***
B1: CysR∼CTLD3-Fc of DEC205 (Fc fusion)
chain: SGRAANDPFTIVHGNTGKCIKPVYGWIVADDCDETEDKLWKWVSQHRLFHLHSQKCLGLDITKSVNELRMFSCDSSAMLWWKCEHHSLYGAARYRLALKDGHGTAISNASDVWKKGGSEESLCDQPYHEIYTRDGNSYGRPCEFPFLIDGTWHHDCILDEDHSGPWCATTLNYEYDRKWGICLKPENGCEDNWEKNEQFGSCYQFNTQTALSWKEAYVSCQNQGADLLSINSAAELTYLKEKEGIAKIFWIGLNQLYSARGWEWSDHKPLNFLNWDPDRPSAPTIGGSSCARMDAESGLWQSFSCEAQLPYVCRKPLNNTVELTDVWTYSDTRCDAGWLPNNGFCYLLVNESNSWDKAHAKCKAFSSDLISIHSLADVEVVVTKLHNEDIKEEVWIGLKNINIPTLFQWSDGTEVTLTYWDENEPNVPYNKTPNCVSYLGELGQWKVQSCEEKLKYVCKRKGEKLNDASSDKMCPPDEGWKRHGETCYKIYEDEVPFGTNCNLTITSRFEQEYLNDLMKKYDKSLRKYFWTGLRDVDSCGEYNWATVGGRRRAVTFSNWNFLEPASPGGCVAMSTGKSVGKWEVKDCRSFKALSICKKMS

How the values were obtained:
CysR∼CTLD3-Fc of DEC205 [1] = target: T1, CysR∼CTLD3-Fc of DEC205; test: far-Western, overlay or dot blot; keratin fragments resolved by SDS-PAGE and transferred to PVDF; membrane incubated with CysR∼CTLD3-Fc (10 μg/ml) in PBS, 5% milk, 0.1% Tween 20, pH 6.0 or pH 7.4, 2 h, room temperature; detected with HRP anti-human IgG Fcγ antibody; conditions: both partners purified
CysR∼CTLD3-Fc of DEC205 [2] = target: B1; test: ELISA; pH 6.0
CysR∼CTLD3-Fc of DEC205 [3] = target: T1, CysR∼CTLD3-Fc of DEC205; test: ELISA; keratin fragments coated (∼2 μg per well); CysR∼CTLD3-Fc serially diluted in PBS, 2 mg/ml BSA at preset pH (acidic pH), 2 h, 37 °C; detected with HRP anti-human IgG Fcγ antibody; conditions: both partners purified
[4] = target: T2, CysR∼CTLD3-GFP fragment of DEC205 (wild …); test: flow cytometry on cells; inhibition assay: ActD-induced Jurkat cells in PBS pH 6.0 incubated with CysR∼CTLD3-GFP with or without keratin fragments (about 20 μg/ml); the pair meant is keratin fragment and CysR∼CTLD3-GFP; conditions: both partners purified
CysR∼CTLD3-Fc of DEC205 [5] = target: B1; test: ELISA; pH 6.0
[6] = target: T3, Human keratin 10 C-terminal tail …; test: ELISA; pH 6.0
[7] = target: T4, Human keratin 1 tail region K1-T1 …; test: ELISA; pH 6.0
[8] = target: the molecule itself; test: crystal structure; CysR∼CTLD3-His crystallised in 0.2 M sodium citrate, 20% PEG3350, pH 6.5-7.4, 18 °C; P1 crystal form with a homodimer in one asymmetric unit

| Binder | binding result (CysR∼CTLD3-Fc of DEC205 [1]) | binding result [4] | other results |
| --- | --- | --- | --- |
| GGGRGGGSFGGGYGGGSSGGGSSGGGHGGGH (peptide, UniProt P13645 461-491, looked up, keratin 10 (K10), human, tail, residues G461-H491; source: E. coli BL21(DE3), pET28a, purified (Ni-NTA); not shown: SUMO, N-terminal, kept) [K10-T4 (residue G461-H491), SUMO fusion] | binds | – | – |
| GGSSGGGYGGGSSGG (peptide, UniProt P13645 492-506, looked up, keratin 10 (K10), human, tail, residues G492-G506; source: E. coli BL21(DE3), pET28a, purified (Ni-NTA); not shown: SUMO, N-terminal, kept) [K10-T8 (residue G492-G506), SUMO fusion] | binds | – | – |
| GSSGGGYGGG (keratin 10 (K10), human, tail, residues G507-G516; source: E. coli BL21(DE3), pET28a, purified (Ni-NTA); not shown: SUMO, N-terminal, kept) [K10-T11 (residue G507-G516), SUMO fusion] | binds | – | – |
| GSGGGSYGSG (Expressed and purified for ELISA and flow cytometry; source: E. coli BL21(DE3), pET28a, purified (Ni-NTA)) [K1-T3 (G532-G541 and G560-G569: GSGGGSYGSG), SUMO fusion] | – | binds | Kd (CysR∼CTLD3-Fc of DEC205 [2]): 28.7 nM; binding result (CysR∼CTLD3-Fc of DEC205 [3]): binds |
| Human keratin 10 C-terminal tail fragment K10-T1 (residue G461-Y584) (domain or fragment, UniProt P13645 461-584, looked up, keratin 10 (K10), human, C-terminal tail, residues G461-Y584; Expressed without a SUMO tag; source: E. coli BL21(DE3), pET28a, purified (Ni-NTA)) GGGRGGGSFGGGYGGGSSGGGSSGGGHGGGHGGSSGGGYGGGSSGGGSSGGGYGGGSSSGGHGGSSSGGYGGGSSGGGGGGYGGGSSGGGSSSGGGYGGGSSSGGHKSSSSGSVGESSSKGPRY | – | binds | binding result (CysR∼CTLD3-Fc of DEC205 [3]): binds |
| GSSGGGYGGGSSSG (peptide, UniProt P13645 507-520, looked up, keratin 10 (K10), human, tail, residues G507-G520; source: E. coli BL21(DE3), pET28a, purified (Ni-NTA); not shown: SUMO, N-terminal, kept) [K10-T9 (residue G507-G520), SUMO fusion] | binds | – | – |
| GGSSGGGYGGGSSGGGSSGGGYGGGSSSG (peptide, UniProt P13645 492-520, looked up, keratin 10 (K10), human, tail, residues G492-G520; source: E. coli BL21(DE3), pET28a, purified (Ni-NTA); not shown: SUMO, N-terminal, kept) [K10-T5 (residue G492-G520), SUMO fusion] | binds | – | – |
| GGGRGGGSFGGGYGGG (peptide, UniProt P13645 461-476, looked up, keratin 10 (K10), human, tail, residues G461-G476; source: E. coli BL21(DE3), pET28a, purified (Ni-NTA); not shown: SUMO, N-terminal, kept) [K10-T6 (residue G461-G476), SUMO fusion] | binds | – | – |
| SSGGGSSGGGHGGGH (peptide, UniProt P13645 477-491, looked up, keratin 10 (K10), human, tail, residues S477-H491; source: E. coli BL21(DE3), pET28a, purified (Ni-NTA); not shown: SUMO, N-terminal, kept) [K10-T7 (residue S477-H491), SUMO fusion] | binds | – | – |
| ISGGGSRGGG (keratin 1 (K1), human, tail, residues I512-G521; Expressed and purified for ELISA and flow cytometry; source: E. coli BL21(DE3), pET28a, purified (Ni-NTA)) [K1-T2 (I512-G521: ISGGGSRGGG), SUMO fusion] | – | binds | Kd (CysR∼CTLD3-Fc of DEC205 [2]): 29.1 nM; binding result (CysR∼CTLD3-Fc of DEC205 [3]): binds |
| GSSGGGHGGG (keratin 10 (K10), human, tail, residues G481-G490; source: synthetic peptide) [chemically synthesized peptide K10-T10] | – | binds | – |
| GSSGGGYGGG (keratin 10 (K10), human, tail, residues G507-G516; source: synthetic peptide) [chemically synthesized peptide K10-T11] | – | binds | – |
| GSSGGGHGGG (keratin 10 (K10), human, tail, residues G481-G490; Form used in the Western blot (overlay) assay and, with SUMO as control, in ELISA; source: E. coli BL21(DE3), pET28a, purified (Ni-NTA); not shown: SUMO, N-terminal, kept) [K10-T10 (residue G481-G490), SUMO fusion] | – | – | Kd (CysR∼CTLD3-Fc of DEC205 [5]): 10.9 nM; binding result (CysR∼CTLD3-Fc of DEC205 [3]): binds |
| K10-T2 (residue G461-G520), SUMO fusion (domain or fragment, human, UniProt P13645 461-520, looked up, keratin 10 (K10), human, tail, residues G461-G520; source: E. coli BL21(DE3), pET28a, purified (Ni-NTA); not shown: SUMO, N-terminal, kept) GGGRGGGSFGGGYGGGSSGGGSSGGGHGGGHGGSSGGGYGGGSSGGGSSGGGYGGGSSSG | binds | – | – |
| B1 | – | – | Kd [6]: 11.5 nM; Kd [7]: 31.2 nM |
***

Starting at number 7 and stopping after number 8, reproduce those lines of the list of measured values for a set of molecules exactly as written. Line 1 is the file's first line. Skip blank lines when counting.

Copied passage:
[4] = target: T2, CysR∼CTLD3-GFP fragment of DEC205 (wild …); test: flow cytometry on cells; inhibition assay: ActD-induced Jurkat cells in PBS pH 6.0 incubated with CysR∼CTLD3-GFP with or without keratin fragments (about 20 μg/ml); the pair meant is keratin fragment and CysR∼CTLD3-GFP; conditions: both partners purified
CysR∼CTLD3-Fc of DEC205 [5] = target: B1; test: ELISA; pH 6.0